Toribío, Colombia 

As many may already know (thank you novelas that overshadow the much more abundant history of Colombia), the Colombian drug war has been anything but “cool.” The violence is often embellished in the latest trending Netflix series, stuffed with rad tactics, and incredibly action-packed scenes. But in reality, the war has truly been a divisive tragedy that affects every single civilian in the country. The situation has led politicians to satiate their gluttony with money birthed from the narcotics, intermingling in their pockets with the money of the people and the cartel. Complicating the corruption, the FARC, for some time, protected farmers who grew coca, in exchange for a large portion of their income. These same farmers would later be displaced from their homes, ambulating into traffic packed cities, whose job market could not match the ever-growing migrant’s population. In fact, according to the United Nations High Commissioner for Refugees, “a shocking 5,840,590 people were registered as being internally displaced in Colombia” in 2014.

But in 2016, two extremely important events occurred in Colombia:

  • After 52 years of the insistent civil war many had been born into, the FARC neared ending talks to sign a peace treaty with the Colombian government to lay down their weapons. The peace treaty became official in 2017. 
  • Marijuana was legalized for medicinal purposes.  

Both decisions have been met with traditionalist opposition: Peace treaty? Those criminals should be sent to jail to pay for their crimes! Marijuana? Now you’ll have a bunch of addicts meandering the streets.

Whatever the opinions of others may be, I have an anecdote to share about post-civil war, post-legalization, from the little town of Toribío.  Continue reading “Toribío, Colombia “

San Miguel de Allende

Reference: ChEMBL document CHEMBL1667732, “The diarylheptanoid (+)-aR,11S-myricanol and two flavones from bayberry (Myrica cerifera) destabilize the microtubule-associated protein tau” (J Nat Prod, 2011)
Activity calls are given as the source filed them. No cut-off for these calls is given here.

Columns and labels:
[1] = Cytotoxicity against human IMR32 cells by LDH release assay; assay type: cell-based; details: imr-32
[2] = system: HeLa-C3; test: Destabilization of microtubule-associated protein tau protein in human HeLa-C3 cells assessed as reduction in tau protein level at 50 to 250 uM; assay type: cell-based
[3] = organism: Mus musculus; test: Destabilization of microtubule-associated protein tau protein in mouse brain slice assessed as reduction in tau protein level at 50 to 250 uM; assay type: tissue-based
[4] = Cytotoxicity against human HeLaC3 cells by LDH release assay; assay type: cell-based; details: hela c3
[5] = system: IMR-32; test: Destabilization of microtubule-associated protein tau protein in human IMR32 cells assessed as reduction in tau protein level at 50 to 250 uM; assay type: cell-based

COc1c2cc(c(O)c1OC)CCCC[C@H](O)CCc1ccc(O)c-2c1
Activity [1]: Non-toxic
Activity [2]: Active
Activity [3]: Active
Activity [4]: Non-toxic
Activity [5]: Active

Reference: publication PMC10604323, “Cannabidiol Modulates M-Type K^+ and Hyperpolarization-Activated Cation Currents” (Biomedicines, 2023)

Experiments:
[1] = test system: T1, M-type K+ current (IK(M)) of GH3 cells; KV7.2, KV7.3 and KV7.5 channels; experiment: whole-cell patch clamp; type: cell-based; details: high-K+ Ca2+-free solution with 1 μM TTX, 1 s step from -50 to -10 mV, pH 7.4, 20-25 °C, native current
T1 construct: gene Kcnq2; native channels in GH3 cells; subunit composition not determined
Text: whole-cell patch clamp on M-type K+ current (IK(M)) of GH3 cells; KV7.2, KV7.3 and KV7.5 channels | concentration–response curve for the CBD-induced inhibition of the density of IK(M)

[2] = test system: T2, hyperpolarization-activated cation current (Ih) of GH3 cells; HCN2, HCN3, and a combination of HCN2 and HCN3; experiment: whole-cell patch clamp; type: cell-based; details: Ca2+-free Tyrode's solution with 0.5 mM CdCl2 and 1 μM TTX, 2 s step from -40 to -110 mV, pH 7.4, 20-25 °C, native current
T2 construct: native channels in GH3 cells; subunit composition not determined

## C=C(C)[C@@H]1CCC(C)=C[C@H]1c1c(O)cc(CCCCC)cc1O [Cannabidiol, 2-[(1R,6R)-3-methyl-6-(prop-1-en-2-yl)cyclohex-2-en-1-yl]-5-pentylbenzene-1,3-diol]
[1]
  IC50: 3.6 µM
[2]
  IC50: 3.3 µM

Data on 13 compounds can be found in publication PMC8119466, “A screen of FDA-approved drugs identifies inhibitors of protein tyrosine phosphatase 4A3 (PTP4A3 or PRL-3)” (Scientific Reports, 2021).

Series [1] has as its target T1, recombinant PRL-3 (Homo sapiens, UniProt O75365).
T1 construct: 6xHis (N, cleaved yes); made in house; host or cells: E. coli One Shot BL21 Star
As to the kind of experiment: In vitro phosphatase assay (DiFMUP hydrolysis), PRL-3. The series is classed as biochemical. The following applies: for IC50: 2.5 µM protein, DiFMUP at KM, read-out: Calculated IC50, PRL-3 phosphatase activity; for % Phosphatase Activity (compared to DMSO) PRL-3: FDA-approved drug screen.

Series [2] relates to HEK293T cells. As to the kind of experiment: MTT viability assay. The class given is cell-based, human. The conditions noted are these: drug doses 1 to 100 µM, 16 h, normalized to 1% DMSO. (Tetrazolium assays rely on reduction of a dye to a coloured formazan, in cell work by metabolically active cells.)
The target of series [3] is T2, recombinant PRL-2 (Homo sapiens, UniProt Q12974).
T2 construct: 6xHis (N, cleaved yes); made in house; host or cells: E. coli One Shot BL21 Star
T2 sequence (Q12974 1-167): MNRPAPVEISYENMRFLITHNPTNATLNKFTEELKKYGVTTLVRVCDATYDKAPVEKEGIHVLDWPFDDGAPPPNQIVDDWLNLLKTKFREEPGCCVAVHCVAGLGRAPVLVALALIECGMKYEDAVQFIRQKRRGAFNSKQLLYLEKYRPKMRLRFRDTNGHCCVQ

Oh San Miguel, how captivating you were with your colonial architecture dripping with terracotta paint tinted with yellow hues. Your winding streets capture all the beginnings and the never-ending loose strings of the many Mexican revolutions. We luckily caught you right before El Dia de Los Muertos, just in time to experience the brewing festivities. And here is what I captured: 

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Gradually I keep picking up ideas on what I want for my future home. Number one on the list? Plants and lots of natural light. 

Continue reading “San Miguel de Allende”

Thought #9: Bush, no bush, your choice

f4edba6394a31118132668a6811697a6.jpgI received my first bikini wax when I was 16, when I was young, naive, and easily corrupted. My teenage-hood wasn’t one that caused my parents headaches or involved nightly escapades to drink beer acquired from bums outside the local 7/11. I was relatively calm, confused, and enthralled by things most teenagers paid no mind to (holler in classic rock, magical realism literature, and British TV shows). But I did get my first bikini wax when I was 16. 

I can’t remember the exact reasons why, but it probably had to do with the media molding me into looking a very unreachable idyllic way, one that I still fight with today (I’m winning the battle I promise!). Continue reading “Thought #9: Bush, no bush, your choice”